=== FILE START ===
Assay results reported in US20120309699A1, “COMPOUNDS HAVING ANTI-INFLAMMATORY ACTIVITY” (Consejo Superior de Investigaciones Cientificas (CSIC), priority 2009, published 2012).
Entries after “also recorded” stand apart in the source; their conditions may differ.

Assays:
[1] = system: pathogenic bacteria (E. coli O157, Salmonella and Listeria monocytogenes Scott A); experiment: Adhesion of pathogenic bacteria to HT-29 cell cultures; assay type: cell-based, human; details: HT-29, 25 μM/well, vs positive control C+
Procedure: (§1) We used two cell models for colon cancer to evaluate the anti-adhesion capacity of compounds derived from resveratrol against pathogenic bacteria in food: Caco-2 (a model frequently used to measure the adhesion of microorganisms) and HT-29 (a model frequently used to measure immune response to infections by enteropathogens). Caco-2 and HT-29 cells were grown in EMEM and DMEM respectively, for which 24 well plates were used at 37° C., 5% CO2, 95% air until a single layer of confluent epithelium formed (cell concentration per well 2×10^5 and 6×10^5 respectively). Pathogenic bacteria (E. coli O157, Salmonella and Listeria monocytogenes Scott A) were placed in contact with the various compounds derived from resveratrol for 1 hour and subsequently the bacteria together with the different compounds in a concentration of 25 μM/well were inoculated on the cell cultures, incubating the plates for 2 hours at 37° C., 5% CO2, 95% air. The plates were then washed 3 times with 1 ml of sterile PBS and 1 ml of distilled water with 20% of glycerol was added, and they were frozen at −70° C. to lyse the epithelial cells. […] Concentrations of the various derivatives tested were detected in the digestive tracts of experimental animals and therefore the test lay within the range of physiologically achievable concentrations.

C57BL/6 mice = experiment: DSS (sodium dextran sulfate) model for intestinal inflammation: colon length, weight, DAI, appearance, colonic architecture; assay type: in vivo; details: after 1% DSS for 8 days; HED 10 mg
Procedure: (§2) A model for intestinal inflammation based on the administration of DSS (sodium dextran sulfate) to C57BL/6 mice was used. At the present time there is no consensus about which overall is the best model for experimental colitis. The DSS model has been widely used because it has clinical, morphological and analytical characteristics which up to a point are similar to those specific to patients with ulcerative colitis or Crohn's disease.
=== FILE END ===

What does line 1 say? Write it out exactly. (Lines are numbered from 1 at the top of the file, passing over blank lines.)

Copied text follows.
Assay results reported in US20120309699A1, “COMPOUNDS HAVING ANTI-INFLAMMATORY ACTIVITY” (Consejo Superior de Investigaciones Cientificas (CSIC), priority 2009, published 2012).